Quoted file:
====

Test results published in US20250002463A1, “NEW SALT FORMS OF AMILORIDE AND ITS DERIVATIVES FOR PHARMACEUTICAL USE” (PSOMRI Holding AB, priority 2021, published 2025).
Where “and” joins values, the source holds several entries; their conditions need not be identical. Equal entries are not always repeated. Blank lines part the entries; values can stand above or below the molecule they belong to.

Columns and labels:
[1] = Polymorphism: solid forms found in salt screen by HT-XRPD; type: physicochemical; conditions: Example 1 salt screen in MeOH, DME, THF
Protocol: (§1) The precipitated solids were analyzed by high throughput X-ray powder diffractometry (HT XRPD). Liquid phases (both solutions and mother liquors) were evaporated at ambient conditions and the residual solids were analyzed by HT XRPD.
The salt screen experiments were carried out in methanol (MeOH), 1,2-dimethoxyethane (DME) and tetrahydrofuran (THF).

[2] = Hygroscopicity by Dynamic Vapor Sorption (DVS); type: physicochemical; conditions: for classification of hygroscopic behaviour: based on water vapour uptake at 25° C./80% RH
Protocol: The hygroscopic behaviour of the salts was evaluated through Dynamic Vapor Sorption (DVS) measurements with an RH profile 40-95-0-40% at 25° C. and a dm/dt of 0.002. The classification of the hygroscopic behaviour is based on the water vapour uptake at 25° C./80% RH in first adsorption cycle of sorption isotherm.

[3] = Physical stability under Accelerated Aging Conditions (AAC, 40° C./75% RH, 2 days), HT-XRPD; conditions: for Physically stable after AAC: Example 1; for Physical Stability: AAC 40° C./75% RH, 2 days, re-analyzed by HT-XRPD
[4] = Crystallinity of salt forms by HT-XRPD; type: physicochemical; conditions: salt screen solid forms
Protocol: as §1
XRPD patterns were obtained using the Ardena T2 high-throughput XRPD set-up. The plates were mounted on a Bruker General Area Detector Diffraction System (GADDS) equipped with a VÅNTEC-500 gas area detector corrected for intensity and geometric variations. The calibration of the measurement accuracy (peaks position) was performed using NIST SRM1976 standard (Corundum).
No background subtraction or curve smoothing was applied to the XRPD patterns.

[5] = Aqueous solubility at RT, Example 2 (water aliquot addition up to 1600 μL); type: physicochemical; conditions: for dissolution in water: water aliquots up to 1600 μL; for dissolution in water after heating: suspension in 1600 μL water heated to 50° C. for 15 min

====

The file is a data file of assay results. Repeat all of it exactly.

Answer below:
Test results published in US20250002463A1, “NEW SALT FORMS OF AMILORIDE AND ITS DERIVATIVES FOR PHARMACEUTICAL USE” (PSOMRI Holding AB, priority 2021, published 2025).
Where “and” joins values, the source holds several entries; their conditions need not be identical. Equal entries are not always repeated. Blank lines part the entries; values can stand above or below the molecule they belong to.

Columns and labels:
[1] = Polymorphism: solid forms found in salt screen by HT-XRPD; type: physicochemical; conditions: Example 1 salt screen in MeOH, DME, THF
Protocol: (§1) The precipitated solids were analyzed by high throughput X-ray powder diffractometry (HT XRPD). Liquid phases (both solutions and mother liquors) were evaporated at ambient conditions and the residual solids were analyzed by HT XRPD.
The salt screen experiments were carried out in methanol (MeOH), 1,2-dimethoxyethane (DME) and tetrahydrofuran (THF).

[2] = Hygroscopicity by Dynamic Vapor Sorption (DVS); type: physicochemical; conditions: for classification of hygroscopic behaviour: based on water vapour uptake at 25° C./80% RH
Protocol: The hygroscopic behaviour of the salts was evaluated through Dynamic Vapor Sorption (DVS) measurements with an RH profile 40-95-0-40% at 25° C. and a dm/dt of 0.002. The classification of the hygroscopic behaviour is based on the water vapour uptake at 25° C./80% RH in first adsorption cycle of sorption isotherm.

[3] = Physical stability under Accelerated Aging Conditions (AAC, 40° C./75% RH, 2 days), HT-XRPD; conditions: for Physically stable after AAC: Example 1; for Physical Stability: AAC 40° C./75% RH, 2 days, re-analyzed by HT-XRPD
[4] = Crystallinity of salt forms by HT-XRPD; type: physicochemical; conditions: salt screen solid forms
Protocol: as §1
XRPD patterns were obtained using the Ardena T2 high-throughput XRPD set-up. The plates were mounted on a Bruker General Area Detector Diffraction System (GADDS) equipped with a VÅNTEC-500 gas area detector corrected for intensity and geometric variations. The calibration of the measurement accuracy (peaks position) was performed using NIST SRM1976 standard (Corundum).
No background subtraction or curve smoothing was applied to the XRPD patterns.

[5] = Aqueous solubility at RT, Example 2 (water aliquot addition up to 1600 μL); type: physicochemical; conditions: for dissolution in water: water aliquots up to 1600 μL; for dissolution in water after heating: suspension in 1600 μL water heated to 50° C. for 15 min